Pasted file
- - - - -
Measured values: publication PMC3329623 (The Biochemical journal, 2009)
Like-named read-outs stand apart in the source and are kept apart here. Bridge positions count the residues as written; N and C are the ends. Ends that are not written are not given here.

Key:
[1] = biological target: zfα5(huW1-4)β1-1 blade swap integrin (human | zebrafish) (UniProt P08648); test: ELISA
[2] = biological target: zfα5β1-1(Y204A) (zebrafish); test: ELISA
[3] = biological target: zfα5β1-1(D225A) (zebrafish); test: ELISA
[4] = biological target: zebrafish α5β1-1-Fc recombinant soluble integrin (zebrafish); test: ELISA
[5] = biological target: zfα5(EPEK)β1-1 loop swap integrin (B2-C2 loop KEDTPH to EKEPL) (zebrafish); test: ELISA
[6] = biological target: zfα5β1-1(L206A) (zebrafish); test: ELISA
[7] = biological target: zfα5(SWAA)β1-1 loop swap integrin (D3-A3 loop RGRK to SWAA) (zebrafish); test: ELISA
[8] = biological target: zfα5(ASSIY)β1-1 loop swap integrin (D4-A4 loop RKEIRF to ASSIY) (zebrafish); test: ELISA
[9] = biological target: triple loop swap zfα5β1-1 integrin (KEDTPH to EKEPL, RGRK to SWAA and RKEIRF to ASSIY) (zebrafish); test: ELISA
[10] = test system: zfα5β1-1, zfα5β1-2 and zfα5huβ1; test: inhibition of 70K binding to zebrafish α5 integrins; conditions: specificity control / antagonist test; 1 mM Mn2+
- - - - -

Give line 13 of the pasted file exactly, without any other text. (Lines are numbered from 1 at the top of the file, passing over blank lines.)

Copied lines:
[10] = test system: zfα5β1-1, zfα5β1-2 and zfα5huβ1; test: inhibition of 70K binding to zebrafish α5 integrins; conditions: specificity control / antagonist test; 1 mM Mn2+